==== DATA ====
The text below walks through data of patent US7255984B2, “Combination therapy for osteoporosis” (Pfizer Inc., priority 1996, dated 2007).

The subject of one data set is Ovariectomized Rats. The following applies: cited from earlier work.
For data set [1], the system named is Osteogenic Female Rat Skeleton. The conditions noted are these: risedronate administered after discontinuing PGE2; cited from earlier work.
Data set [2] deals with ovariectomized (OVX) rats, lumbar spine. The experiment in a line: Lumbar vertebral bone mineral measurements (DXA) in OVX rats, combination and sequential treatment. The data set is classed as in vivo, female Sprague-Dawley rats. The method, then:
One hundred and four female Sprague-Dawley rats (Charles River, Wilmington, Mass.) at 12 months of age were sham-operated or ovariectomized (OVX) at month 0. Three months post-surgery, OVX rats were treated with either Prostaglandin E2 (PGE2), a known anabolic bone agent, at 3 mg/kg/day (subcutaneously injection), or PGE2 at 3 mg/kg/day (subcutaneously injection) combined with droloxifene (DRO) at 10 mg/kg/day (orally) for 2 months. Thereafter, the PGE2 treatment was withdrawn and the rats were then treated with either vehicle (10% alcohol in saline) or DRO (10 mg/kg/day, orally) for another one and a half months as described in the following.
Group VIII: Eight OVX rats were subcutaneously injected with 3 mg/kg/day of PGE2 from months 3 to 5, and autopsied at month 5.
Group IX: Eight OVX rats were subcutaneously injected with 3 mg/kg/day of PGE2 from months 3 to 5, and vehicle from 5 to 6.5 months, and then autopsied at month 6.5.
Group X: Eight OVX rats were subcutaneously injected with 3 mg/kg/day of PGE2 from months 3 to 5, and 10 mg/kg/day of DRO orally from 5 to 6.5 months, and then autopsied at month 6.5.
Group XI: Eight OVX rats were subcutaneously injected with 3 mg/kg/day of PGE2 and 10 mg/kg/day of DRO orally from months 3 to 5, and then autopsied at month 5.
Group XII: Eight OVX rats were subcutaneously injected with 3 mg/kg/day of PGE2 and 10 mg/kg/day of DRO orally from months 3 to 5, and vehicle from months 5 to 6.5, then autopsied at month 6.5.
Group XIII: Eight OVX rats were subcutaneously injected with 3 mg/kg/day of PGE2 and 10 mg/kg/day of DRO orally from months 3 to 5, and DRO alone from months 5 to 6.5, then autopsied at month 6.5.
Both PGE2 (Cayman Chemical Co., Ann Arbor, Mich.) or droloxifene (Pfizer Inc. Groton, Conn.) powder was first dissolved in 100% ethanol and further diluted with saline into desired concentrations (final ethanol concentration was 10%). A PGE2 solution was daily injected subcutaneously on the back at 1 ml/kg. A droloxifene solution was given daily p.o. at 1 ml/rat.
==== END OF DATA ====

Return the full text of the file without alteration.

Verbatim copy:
The text below walks through data of patent US7255984B2, “Combination therapy for osteoporosis” (Pfizer Inc., priority 1996, dated 2007).

The subject of one data set is Ovariectomized Rats. The following applies: cited from earlier work.
For data set [1], the system named is Osteogenic Female Rat Skeleton. The conditions noted are these: risedronate administered after discontinuing PGE2; cited from earlier work.
Data set [2] deals with ovariectomized (OVX) rats, lumbar spine. The experiment in a line: Lumbar vertebral bone mineral measurements (DXA) in OVX rats, combination and sequential treatment. The data set is classed as in vivo, female Sprague-Dawley rats. The method, then:
One hundred and four female Sprague-Dawley rats (Charles River, Wilmington, Mass.) at 12 months of age were sham-operated or ovariectomized (OVX) at month 0. Three months post-surgery, OVX rats were treated with either Prostaglandin E2 (PGE2), a known anabolic bone agent, at 3 mg/kg/day (subcutaneously injection), or PGE2 at 3 mg/kg/day (subcutaneously injection) combined with droloxifene (DRO) at 10 mg/kg/day (orally) for 2 months. Thereafter, the PGE2 treatment was withdrawn and the rats were then treated with either vehicle (10% alcohol in saline) or DRO (10 mg/kg/day, orally) for another one and a half months as described in the following.
Group VIII: Eight OVX rats were subcutaneously injected with 3 mg/kg/day of PGE2 from months 3 to 5, and autopsied at month 5.
Group IX: Eight OVX rats were subcutaneously injected with 3 mg/kg/day of PGE2 from months 3 to 5, and vehicle from 5 to 6.5 months, and then autopsied at month 6.5.
Group X: Eight OVX rats were subcutaneously injected with 3 mg/kg/day of PGE2 from months 3 to 5, and 10 mg/kg/day of DRO orally from 5 to 6.5 months, and then autopsied at month 6.5.
Group XI: Eight OVX rats were subcutaneously injected with 3 mg/kg/day of PGE2 and 10 mg/kg/day of DRO orally from months 3 to 5, and then autopsied at month 5.
Group XII: Eight OVX rats were subcutaneously injected with 3 mg/kg/day of PGE2 and 10 mg/kg/day of DRO orally from months 3 to 5, and vehicle from months 5 to 6.5, then autopsied at month 6.5.
Group XIII: Eight OVX rats were subcutaneously injected with 3 mg/kg/day of PGE2 and 10 mg/kg/day of DRO orally from months 3 to 5, and DRO alone from months 5 to 6.5, then autopsied at month 6.5.
Both PGE2 (Cayman Chemical Co., Ann Arbor, Mich.) or droloxifene (Pfizer Inc. Groton, Conn.) powder was first dissolved in 100% ethanol and further diluted with saline into desired concentrations (final ethanol concentration was 10%). A PGE2 solution was daily injected subcutaneously on the back at 1 ml/kg. A droloxifene solution was given daily p.o. at 1 ml/rat.